SWEDEN-BEE BACTERIA-WOUNDS Bacteria-treated honey cures wounds and offers antibiotic resistance hopeRecord ID: 571122
- Title: SWEDEN-BEE BACTERIA-WOUNDS Bacteria-treated honey cures wounds and offers antibiotic resistance hope
- Date: 9th September 2014
- Summary: LUND, SWEDEN (RECENT) (REUTERS) VARIOUS OF OLOFFSON EMPTYING SACHET OF SYMBEEOTIC INTO JAR OLOFSSON EMPTIES TABLE SUGAR INTO MIXTURE AND SHAKES IT 24 (SOUNDBITE) (English) LUND UNIVERSITY RESEARCHER, TOBIAS OLOFSSON (PRON: OH-LOFF-SON), SAYING: "We have already begun, actually, with humans with wounds. We have got some samples from chronic wounds looking at what kind of disease bacteria, what kind of harmful bacteria we can find in the wounds and we will try these bacteria in the lab, if they stand any chance against the lactic acid bacteria and they don't. They don't stand any chance." VARIOUS OF BEES BUZZING IN AND AROUND HIVE
- Reuters ID: LVAQBEQU12T6RYKJKMHB3VR40QN
- Location: Sweden
- Country: Sweden
- Duration: 00:01:20
- Topics: General
- Story Text: Lactic acid bacteria found in the honey stomach of bees, mixed with honey itself, have been used to cure chronic wounds in horses that had proved resistant to treatment, according to treatment devised by researchers at Sweden's University of Lund, who say it could have major implications in treating human and animal wounds, as well as helping to counteract our growing resistance to antibiotics.
The team, led by researchers Alejandra Vasquez and Dr Tobias Olofsson, had already discovered last year that their formula, marketed under the name SymBeeotic, could help protect against some diseases behind bee colony collapse, another pressing concern within the scientific community.
In laboratory experiments the group of 13 bacteria consistently counteracted antibiotic-resistant Methicillin-Resistant Staphylococcus Aureus (MRSA), a bacterium responsible for several difficult-to-treat infections in people, which can prove fatal.
Other severe human wound pathogens such as Pseudomonas Aeruginosa and Vancomycin-Resistant Enterococcus (VRE) were also counteracted.
According to Olofsson, the secret lies in the broad spectrum of active substances involved.
"These 13 different lactic acid bacteria, they produce so many different products, so many new antibiotics and other compounds that together are very hard to build up any resistance against," he said.
The bacteria are stored in the bee's honey stomach where nectar is stored, separate from the bee's gut.
For thousands of years raw honey has been used against infections, long before honey was processed and sold.
According to the team, commercial honey doesn't contain this bacteria, because it has been processed and sterilised, and is old by the time it is sold.
In addition, because honey crystallises with age, it loses much of its water content, causing these crucial bacteria to die.
Vasquez's solution was to reintroduce the good bacteria into sterilised honey after letting them grow and multiply.
When the mix of honey and lactic acid bacteria is applied against bacteria causing infections, the micro-organisms produce various antimicrobial substances, killing off - among others - antibiotic-resistant germs.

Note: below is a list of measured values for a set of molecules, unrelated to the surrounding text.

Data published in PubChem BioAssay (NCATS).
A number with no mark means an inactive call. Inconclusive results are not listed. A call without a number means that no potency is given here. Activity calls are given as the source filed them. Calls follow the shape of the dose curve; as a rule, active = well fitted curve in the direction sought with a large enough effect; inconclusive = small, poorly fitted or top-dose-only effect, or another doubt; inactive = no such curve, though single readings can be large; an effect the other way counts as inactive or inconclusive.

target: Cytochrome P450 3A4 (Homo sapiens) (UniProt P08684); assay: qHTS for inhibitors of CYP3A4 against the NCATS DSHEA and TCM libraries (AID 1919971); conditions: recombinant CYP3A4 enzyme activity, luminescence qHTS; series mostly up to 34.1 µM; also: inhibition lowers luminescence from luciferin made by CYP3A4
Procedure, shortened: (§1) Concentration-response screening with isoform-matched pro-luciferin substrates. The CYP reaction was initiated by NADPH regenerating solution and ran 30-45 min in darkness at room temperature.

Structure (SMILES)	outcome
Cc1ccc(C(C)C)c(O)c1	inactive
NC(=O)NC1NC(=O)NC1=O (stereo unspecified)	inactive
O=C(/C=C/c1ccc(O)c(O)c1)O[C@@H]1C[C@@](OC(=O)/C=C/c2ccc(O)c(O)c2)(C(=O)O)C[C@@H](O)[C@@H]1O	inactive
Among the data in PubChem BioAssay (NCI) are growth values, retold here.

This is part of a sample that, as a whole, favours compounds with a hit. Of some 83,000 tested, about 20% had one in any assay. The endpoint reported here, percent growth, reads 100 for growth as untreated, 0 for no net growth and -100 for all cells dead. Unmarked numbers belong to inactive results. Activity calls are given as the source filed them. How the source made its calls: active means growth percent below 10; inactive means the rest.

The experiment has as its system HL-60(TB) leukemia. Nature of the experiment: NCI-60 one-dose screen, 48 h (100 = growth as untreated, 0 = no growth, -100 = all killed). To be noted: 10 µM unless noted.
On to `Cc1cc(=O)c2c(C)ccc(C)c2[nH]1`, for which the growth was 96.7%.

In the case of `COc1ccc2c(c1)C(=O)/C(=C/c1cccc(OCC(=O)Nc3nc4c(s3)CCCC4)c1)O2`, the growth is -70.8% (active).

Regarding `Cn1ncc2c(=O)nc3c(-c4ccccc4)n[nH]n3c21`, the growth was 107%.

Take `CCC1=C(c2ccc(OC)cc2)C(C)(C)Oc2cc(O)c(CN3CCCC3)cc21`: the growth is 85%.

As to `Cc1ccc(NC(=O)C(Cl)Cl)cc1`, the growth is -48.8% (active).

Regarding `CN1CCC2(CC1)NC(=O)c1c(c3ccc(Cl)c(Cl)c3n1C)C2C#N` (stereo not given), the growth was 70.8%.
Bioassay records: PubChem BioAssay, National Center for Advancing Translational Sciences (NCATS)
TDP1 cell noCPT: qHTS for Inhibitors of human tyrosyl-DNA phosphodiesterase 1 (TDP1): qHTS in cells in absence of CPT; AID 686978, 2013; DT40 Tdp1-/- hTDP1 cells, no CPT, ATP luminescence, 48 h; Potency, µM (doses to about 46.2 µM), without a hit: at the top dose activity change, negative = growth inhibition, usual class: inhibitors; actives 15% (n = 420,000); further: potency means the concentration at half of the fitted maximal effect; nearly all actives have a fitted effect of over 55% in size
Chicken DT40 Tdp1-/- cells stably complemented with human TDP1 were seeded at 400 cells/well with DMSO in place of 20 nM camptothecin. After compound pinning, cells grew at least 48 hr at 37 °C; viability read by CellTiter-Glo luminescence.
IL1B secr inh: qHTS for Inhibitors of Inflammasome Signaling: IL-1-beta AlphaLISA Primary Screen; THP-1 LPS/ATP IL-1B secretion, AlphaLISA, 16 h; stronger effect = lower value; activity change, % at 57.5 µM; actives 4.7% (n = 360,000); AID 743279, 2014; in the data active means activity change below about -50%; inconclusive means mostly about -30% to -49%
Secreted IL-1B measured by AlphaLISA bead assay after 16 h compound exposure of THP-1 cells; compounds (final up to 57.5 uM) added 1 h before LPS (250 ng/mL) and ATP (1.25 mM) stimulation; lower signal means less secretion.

"It's actually the living bacteria that is the key ingredient in that. We can take this old medicine into a new level, in which we can standardise, for instance, a mixture of honey with this bacteria in a high concentration and viable and then put it back and try to mimic, as I said, this natural fresh honey and put it into chronic wounds," said Vasquez.
When tested on ten horses suffering from persistent wounds known as Equine Pastern Dermatitis (EPD), the bacteria healed each animal within three weeks, a result that astonished Vasquez.
"The healing has been between eight days until three weeks, but they all have healed, the chronic wounds," she said.
"We got so amazed because we thought, okay, this could be, we thought in our discovery that this could be possibly alternative tool for antibiotics, but we didn't expect such good results," she said.
The team's next step is to undertake trials of SymBeeotic on humans whose wounds have proved impossible to treat.
Olofsson - whose work with bees can be traced back to his grandfather who kept the stinging insects for an astonishing 81 years until his death last year aged 99 - is upbeat about their chances of success.
"We have already begun, actually, with humans with wounds," he said.
"We have got some samples from chronic wounds looking at what kind of disease bacteria, what kind of harmful bacteria we can find in the wounds and we will try these bacteria in the lab, if they stand any chance against the lactic acid bacteria and they don't. They don't stand any chance," he added.
If human trials are successful it could help doctors overturn the growing threat of antibiotic resistant bacteria, in both First World countries, and also in the developing world where fresh honey is more readily accessible than antibiotics.
In recent years antibiotic resistance has become a critical issue for global health, with an ever increasing number of strains of bacteria developing immunity.
Vasquez and Olofsson have formed two start-up companies - ConCellae and ApiCellae, which sell SymBeeotic sachets directly to the public, along with a series of other honey-based products containing the 13 lactic acid mixture, including a hangover cure called Hang 13.
The research was published this week in International Wound Journal.
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